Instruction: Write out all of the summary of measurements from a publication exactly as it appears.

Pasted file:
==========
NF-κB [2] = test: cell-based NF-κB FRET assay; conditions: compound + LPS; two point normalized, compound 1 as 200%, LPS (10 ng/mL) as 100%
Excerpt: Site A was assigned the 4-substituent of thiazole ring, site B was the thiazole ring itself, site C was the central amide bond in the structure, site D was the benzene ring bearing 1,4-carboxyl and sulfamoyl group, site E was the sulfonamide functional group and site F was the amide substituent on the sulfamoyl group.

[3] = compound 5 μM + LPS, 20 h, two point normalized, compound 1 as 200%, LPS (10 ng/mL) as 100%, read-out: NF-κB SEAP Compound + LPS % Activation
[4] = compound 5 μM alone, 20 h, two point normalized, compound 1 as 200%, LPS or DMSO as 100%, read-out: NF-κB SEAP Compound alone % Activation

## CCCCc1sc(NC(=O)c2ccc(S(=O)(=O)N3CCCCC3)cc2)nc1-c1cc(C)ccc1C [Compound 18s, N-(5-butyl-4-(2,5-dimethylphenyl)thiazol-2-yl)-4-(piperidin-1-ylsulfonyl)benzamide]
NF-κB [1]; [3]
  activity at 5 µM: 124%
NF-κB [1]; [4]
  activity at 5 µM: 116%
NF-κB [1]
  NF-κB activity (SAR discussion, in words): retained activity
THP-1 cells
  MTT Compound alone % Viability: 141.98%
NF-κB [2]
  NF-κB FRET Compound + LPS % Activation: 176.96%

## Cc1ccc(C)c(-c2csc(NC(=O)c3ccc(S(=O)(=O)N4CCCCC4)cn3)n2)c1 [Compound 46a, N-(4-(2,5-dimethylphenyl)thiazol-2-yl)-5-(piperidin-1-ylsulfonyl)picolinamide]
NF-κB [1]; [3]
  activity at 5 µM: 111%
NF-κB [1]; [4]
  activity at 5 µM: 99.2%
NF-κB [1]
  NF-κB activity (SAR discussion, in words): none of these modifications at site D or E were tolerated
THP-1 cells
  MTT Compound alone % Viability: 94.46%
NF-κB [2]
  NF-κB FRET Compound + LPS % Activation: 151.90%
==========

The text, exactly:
NF-κB [2] = test: cell-based NF-κB FRET assay; conditions: compound + LPS; two point normalized, compound 1 as 200%, LPS (10 ng/mL) as 100%
Excerpt: Site A was assigned the 4-substituent of thiazole ring, site B was the thiazole ring itself, site C was the central amide bond in the structure, site D was the benzene ring bearing 1,4-carboxyl and sulfamoyl group, site E was the sulfonamide functional group and site F was the amide substituent on the sulfamoyl group.

[3] = compound 5 μM + LPS, 20 h, two point normalized, compound 1 as 200%, LPS (10 ng/mL) as 100%, read-out: NF-κB SEAP Compound + LPS % Activation
[4] = compound 5 μM alone, 20 h, two point normalized, compound 1 as 200%, LPS or DMSO as 100%, read-out: NF-κB SEAP Compound alone % Activation

## CCCCc1sc(NC(=O)c2ccc(S(=O)(=O)N3CCCCC3)cc2)nc1-c1cc(C)ccc1C [Compound 18s, N-(5-butyl-4-(2,5-dimethylphenyl)thiazol-2-yl)-4-(piperidin-1-ylsulfonyl)benzamide]
NF-κB [1]; [3]
  activity at 5 µM: 124%
NF-κB [1]; [4]
  activity at 5 µM: 116%
NF-κB [1]
  NF-κB activity (SAR discussion, in words): retained activity
THP-1 cells
  MTT Compound alone % Viability: 141.98%
NF-κB [2]
  NF-κB FRET Compound + LPS % Activation: 176.96%

## Cc1ccc(C)c(-c2csc(NC(=O)c3ccc(S(=O)(=O)N4CCCCC4)cn3)n2)c1 [Compound 46a, N-(4-(2,5-dimethylphenyl)thiazol-2-yl)-5-(piperidin-1-ylsulfonyl)picolinamide]
NF-κB [1]; [3]
  activity at 5 µM: 111%
NF-κB [1]; [4]
  activity at 5 µM: 99.2%
NF-κB [1]
  NF-κB activity (SAR discussion, in words): none of these modifications at site D or E were tolerated
THP-1 cells
  MTT Compound alone % Viability: 94.46%
NF-κB [2]
  NF-κB FRET Compound + LPS % Activation: 151.90%